Saturday, May 22, 2004

37. Olympic Hopefuls - The Fuses Refuse To Burn (2004)

Olympic Hopefuls are a Twin Cities super-group of sorts, made up of members of Vicious Vicious, Kid Dakota, and Alvastar. Their new album is a crackerjack example of what makes power pop my very favorite kind of music.

As I write that, I realize I've thrown the term "power pop" in there without much explanation, so before I go on about this record I'd like to offer a definition:

Power pop (noun), 1. A form of rock 'n' roll music derived from the Beatles and Beach Boys whose proprietors usually obtain cult status among record geeks (and few others); 2. A form of rock 'n' roll music containing a majority of the following: handclaps, harmonies, keyboards, memorable guitar riffs and vocal melodies, lyrics about being misunderstood or how girls make no sense. See Cheap Trick, Big Star, Badfinger, Marshall Crenshaw, Jellyfish, Matthew Sweet, Fountains Of Wayne, et al.

The definition is a large one and could encompass countless acts. For example, would R.E.M. be considered power pop? There are definitely elements of it in their music, but unfortunately the there is a firm cap on the amount of depressing slow songs and electronic experimentation a band can indulge in. It's a narrow category for sure, and thus very difficult for bands to adhere to, let alone find any commercial success in (hello, XTC).

Oh, power pop has produced its share of one-hit-wonders: Katrina and the Waves, The Romantics, The New Radicals. And some have broken through the mainstream, like The Bangles and Barenaked Ladies. But as the definition states, power pop is really commercial suicide. You are most likely putting yourself in a category that will allow you to gain critical acclaim and a rabid, small fanbase who will rightly complain about how good your songs would sound on the radio.

So I admire and feel sorry for any new band that comes along and tries to stick to the formula. And here are Olympic Hopefuls! Songs like Drain The Sea (using an extended sailing metaphor to define the state of a relationship), Shy (where the keyboards buoy up our bashful narrator), and Holiday (playing the happy-music-depressed-lyrics card impressively) are all power pop in the strictest sense.

But the band is not all by-the-book. Power pop lyrics usually paint their narrators as painfully sensitive and (as mentioned above) shy, such as Marshall Crenshaw's There She Goes Again With Another Guy and Fountains Of Wayne's Red Dragon Tattoo. Olympic Hopefuls shake that up by adding some bad boy edge. Motobike's narrator shows little concern for the people who are so worried about him hurting himself, and Whisper is a full-out slacker song, where the girl is the goody-two-shoes and the guy is the troublemaker. Given that your typical power pop band members (and fans) are usually the nerdy guys who like the rebellious girl, this is practicality unprecedented!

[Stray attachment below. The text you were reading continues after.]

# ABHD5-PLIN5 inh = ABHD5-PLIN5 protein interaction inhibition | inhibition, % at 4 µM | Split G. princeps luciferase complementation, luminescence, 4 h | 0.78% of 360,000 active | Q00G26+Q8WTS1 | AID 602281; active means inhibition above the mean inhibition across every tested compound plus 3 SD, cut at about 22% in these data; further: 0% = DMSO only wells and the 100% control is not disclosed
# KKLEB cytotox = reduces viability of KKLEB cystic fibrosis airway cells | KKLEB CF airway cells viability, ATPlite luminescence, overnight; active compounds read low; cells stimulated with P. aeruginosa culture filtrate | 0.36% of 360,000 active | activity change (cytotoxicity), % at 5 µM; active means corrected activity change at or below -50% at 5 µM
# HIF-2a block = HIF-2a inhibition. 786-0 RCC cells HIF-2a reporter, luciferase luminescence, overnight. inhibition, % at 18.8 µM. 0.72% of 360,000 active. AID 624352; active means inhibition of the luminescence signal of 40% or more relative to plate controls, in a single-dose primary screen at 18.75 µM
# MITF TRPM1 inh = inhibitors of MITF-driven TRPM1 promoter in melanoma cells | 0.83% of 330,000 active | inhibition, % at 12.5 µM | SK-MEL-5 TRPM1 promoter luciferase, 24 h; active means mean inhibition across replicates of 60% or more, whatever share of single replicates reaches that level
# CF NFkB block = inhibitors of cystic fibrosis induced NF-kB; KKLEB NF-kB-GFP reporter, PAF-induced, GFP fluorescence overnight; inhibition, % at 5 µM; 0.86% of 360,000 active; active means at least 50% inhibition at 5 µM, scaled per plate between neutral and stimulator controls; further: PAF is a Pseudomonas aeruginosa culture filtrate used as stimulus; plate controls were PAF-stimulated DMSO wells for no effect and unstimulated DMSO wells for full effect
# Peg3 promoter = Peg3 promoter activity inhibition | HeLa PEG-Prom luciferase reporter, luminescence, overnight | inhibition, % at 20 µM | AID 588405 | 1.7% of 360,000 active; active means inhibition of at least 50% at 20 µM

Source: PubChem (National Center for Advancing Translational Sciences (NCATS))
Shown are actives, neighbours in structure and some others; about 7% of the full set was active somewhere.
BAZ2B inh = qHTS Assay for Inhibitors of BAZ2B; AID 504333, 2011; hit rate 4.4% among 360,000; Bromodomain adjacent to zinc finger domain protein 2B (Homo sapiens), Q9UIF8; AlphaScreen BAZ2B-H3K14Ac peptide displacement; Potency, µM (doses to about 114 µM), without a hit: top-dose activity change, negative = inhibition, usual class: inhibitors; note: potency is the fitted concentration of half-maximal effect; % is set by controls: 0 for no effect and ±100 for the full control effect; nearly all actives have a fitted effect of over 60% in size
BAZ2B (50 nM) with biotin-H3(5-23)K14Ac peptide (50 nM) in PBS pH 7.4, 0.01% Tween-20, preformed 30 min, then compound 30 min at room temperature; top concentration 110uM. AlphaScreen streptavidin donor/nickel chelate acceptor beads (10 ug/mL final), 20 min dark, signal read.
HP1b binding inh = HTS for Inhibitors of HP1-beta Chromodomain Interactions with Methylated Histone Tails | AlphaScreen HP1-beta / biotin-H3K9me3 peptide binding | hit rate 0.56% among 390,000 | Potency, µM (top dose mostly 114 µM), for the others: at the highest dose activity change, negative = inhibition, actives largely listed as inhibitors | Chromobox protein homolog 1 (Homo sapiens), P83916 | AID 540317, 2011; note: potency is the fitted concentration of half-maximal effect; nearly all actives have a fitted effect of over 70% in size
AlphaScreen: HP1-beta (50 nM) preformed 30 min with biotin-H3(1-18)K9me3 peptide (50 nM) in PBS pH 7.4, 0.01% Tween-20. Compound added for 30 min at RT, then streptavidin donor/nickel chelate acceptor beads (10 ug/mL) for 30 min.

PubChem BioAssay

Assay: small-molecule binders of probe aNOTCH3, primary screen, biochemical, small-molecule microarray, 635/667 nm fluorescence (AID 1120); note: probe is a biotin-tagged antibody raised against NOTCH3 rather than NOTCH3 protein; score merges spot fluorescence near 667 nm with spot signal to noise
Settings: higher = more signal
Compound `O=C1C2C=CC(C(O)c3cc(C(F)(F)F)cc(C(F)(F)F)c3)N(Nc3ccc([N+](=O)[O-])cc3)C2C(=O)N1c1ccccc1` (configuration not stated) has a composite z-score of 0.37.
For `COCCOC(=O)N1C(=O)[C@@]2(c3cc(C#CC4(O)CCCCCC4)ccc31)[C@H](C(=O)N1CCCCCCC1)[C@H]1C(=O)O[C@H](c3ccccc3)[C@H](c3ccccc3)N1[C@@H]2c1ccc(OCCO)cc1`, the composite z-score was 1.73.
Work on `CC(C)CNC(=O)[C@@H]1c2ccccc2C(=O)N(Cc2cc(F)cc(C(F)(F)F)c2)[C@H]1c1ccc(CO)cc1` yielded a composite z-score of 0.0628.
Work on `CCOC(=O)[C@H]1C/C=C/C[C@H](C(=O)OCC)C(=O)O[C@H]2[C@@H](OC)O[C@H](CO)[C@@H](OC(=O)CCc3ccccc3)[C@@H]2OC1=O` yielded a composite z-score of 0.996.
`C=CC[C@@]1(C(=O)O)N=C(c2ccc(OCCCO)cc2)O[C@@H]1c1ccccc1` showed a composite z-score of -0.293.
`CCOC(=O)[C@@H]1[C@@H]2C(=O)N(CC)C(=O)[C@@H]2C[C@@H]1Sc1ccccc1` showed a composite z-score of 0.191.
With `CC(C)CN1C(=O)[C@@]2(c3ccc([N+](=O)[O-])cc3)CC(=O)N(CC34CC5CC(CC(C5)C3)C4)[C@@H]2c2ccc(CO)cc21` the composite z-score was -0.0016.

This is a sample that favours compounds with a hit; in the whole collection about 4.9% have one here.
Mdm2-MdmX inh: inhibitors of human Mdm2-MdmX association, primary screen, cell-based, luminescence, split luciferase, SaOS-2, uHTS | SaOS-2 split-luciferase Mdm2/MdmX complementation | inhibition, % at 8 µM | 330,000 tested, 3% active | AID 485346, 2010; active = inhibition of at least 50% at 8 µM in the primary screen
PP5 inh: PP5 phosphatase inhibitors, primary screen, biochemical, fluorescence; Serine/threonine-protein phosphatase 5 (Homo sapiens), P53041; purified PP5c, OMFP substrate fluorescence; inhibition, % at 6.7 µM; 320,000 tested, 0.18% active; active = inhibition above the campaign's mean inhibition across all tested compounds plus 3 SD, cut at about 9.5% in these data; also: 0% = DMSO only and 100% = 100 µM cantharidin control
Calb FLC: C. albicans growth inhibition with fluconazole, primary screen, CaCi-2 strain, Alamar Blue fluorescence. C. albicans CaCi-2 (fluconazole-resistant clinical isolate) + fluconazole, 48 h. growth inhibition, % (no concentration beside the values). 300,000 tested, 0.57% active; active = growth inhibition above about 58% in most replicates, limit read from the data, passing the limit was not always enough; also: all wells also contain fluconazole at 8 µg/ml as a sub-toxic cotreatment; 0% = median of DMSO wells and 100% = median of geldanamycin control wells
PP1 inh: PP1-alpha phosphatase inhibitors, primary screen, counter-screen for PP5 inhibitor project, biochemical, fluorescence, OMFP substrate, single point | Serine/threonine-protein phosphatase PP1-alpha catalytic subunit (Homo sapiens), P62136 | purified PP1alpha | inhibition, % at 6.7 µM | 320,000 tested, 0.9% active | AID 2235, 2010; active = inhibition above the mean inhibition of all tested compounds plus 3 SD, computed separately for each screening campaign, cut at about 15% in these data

Olympic Hopefuls have two songwriters, Darren Jackson and Erik Appelwick. For the entire 10 songs they trade off writing duties and neither lets the other down. Applewick's compositons might be the catchier (the afforementioned Shy and Motobike being the standouts), but Jackson's contributions could almost be read as an ongoing story. Holiday contains the couple meeting ("I heard you tried to hit on me / it's such a pity I was too damn drunk to see it"), Drain The Sea is about them falling in love, Whisper is where disaffection comes in, Trust Fund is the inevitable condemnation, and Stoned Again is the bittersweet goodbye song (it hits its zenith with these lines: "Do not forget to remember / I'm gonna write you lots of love letters / And I'm gonna call you everyday on the phone / And I'm gonna make you feel so much better / And I'm gonna make you regret you left me alone").

Overall, with catchy hooks, handclaps, catchy keyboard lines, and singable lyrics, the record is purely joyful and addictive. Am I hopeful that Olympic Hopefuls can be another band that makes good for Minneapolis all across America? Not really. They just aren't designed for that. But do I think they'll develop a rabid, small fanbase of record geeks? For sure! And their songs would sound great on the radio.

Rating: A-
Fave Song: Shy

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